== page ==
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Book No. 23


To first story in the book press: 1006

To last story in the book press: 1065

Sixty Folk-Tales from Exclusively Slavonic Sources

Wratislaw A. H.

Sixty Folk-Tales from Exclusively Slavonic Sources, A. H. Wratislaw, London, 1889

This collection of Slavic folktales at first glance appears to have all of the usual suspects of European Märchen. Evil stepmothers: check; plucky youths overcome impossible odds to marry kings' daughter: check; dimwitted peasants given magical gifts: check.

What makes this book special are some tales and motifs that hint at even older lore. Number 27 is for all intents and purposes identical to the Native American 'Earth Diver' creation myth. In 47, man is created from a drop of God's sweat. There are two tales of a global flood in 48 and 49. In 36 there is a very dark 'Abraham and Isaac' story which goes a bit further than the Bible. In 51, there is a story of a hundred-leaved rose bush which resembles images from the Kabbalah and Yogic lore. And number 59 is the tale of St. Patrick in a Balkan setting. All in all, a great anthology of eastern European folklore.

PREFACE.

So much interest has lately been awakened in, and centred round, Folk-lore, that it needs no apology to lay before the British reader additional information upon the subject. Interesting enough in itself, it has been rendered doubly interesting by the rise and progress of the new science of Comparative Mythology, which has already yielded considerable results, and promises to yield results of still greater magnitude, when all the data requisite for a full and complete induction have been brought under the ken of the inquirer. The stories of most European races have been laid under contribution, but those of the Slavonians have, as yet, been only partially examined. Circumstances have enabled me to make a considerable addition to what is as yet known of Slavonic Folk-lore, although I cannot make any pretence to having exhausted the mine, or, rather, the many mines, which the various Slavonic races and tribes possess, and which still, more or less, await the advent of competent explorers.

In offering to the public a selection of sixty folk-lore stories translated from exclusively Slavonic sources, it is but fitting to give some account of the work from which I have derived them. In 1865, the late K. J. Erben, the celebrated Archivarius of the old town of Prague, published a 'Citanka,' or reading-book, intended to enable Bohemians to commence the study of all the numerous Slavonic dialects, containing 'one hundred simple national tales and stories, in their original dialects.' To this he appended a vocabulary, with explanations of words and forms strange to, or divergent from, the Bohemian, briefly given in the Bohemian language. This vocabulary is divided into two parts, one illustrating the tales of those Slavonians who make use of the Cyrillic characters, and belong to the Orthodox Greek Church; and the other, those of the Catholic and Protestant Slavonians, who employ alphabets founded on the Latin characters of the West of Europe. Pan Erben paid special attention to the preservation of the simple national forms of speech, as taken down from the lips of the people; and, besides laying printed collections under contribution, obtained several previously unpublished stories.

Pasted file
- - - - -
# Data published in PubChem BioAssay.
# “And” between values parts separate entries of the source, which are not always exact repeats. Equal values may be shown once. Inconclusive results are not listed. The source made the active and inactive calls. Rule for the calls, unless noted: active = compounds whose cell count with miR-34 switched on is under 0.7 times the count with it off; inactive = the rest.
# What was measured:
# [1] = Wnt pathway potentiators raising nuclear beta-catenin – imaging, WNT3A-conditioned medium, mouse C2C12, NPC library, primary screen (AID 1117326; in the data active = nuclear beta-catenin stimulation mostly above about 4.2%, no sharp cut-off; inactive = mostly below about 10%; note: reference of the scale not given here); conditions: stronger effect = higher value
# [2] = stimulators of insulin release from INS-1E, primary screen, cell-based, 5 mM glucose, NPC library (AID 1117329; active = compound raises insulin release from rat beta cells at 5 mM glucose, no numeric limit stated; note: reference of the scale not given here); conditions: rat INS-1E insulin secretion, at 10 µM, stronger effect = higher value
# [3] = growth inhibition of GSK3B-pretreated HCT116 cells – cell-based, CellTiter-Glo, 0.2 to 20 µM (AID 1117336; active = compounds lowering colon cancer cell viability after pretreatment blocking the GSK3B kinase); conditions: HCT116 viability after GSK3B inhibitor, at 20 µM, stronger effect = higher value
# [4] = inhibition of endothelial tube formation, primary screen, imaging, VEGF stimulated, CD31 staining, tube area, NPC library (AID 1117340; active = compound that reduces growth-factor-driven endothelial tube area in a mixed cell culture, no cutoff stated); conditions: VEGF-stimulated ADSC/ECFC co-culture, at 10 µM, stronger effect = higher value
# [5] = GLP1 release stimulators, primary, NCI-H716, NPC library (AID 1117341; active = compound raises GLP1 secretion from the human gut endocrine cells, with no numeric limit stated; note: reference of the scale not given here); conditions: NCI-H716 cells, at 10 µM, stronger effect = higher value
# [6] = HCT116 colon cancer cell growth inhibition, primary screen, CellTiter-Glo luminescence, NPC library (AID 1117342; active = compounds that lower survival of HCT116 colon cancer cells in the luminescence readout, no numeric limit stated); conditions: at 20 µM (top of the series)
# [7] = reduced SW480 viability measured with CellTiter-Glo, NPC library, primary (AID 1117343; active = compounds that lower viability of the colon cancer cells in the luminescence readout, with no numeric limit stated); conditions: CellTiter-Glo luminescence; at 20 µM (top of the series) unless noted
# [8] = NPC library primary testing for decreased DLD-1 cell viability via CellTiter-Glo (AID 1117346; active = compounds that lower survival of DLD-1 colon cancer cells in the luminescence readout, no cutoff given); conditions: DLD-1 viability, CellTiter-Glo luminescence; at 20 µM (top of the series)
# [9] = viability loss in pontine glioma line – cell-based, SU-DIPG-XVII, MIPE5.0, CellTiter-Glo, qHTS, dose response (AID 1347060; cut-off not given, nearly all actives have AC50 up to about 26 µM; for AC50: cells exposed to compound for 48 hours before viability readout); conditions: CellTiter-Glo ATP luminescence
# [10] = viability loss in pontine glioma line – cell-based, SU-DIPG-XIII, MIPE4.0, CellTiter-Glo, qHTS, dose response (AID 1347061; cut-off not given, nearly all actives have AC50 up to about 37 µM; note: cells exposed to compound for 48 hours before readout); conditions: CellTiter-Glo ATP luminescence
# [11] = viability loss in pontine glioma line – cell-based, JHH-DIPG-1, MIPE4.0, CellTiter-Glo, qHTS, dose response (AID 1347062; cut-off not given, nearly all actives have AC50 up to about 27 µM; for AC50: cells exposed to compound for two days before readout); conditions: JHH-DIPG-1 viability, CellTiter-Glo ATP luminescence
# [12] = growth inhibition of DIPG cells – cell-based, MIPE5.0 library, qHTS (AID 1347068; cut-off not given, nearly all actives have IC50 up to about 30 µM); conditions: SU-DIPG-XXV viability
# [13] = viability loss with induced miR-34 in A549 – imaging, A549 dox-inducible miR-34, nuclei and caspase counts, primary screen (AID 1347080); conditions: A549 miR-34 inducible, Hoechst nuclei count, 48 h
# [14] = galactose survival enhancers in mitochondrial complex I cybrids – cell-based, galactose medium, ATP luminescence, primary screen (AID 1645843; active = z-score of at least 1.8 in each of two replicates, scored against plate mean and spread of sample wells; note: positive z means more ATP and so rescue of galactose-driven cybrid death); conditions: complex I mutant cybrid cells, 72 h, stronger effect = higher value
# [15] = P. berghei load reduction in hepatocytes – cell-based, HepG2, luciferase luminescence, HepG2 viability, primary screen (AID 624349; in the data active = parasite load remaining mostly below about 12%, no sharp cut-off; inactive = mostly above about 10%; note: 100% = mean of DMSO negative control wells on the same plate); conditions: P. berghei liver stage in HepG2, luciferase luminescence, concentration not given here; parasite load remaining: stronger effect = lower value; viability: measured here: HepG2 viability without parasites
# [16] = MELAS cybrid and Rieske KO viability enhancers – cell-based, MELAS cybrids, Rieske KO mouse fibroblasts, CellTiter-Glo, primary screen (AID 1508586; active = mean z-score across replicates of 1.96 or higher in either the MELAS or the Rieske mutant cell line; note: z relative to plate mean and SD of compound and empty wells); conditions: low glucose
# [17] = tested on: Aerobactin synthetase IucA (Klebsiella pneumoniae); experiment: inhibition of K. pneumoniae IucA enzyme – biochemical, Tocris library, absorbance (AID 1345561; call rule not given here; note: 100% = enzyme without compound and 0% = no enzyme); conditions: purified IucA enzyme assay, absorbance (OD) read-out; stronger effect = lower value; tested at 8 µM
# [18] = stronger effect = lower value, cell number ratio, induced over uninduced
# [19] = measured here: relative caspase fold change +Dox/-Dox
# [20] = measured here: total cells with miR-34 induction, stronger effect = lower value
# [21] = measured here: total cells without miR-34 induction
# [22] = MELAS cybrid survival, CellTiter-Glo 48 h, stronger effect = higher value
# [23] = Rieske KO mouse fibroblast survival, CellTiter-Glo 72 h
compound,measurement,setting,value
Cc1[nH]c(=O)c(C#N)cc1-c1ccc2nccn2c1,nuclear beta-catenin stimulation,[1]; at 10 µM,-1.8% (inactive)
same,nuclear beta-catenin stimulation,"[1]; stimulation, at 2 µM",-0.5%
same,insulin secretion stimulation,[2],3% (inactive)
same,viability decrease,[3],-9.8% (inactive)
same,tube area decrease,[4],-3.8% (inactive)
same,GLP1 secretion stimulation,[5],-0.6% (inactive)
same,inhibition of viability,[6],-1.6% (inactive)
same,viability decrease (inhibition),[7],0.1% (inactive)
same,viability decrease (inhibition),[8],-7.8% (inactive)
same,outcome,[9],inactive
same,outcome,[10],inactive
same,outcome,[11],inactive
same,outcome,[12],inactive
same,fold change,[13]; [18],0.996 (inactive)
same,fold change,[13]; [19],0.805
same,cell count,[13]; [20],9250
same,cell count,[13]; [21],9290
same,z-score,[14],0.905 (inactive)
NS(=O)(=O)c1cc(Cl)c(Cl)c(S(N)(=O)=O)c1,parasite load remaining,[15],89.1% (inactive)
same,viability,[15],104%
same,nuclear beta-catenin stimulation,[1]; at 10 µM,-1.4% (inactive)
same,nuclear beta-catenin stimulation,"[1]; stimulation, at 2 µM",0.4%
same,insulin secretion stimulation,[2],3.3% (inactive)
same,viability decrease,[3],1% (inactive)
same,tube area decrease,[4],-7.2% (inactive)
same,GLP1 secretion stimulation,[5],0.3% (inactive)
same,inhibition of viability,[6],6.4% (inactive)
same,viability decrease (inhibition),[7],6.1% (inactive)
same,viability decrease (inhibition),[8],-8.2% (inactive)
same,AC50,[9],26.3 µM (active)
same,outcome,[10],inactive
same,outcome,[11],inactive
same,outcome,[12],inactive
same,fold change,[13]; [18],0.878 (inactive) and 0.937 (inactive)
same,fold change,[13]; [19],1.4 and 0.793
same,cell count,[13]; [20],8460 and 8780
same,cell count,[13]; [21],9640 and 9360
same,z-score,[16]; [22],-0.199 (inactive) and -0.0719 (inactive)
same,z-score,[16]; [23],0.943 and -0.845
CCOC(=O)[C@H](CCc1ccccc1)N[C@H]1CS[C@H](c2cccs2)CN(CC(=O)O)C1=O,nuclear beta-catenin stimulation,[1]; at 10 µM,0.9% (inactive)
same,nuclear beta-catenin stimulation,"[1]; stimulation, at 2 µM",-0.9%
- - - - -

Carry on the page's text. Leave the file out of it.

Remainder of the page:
Beginning with his native tongue, the Bohemian language, he passes on to the closely-allied Moravian and Hungarian-Slovenish (Slovak) dialects, and then takes the Upper and Lower Lusatian, the former of which is related to the old Bohemian, while the latter inclines rather to the Polish language. He next goes on to the Kashubian, a rapidly-perishing sub-dialect of Polish, and then to the Polish tongue itself.

Next comes the White Russian, forming a transition from Polish to Great Russian, whereas the Little Russian in Galicia, the Ukraine, and South Russia, is more nearly allied to the Bohemian than to the White Russian. The ancient Russian language, which was also much allied to the Old Bohemian, is the basis of the present written Russian, and presents a transition to the Bulgarian, which, in the north-west, melts into the Serbian, which again, in its Croatian branch, near Varazdin, approaches most nearly to the Bohemian. The Illyrian-Slovenish of Carinthia, though, in locality, least distant from Bohemia, exhibits forms most removed from the Bohemian language, just as the Upper Lusatian is less allied to the Bohemian than is the locally-distant Kashubian.

I took up the book, originally, for the purpose for which it was compiled, viz., that of obtaining an acquaintance with the main features of all the Slavonic dialects, but found myself tempted, by the extreme beauty of some of the stories, to translate the major portion of them. That I do not present a still larger selection to the reader is due to the fact that so many of the Great Russian skazkas have been so admirably translated, edited, and illustrated by my friend – alas! that I must now term him my late friend – Mr. W. R. S. Ralston, that I have scarcely considered them as coming within the sphere of the present work.

For an essay on the singular mythical being, Kurent, occurring only in the Serbian tales from Carniola, and as yet unnoticed in any work on Slavonic mythology, I am indebted to Professor Gregor Krek, of Grätz, in Styria. This will be found prefixed to the stories which it illustrates.

I have also prefixed a short introduction, containing various matters of interest, to each set of tales, as they follow each other, according to their different languages, dialects, or sub-dialects.

The table of contents immediately following will give a general view of the stories and their respective sources, arranged under the three heads of: (a) The Western Slavonians, (b) the Eastern Slavonians, and (c) the Southern Slavonians.

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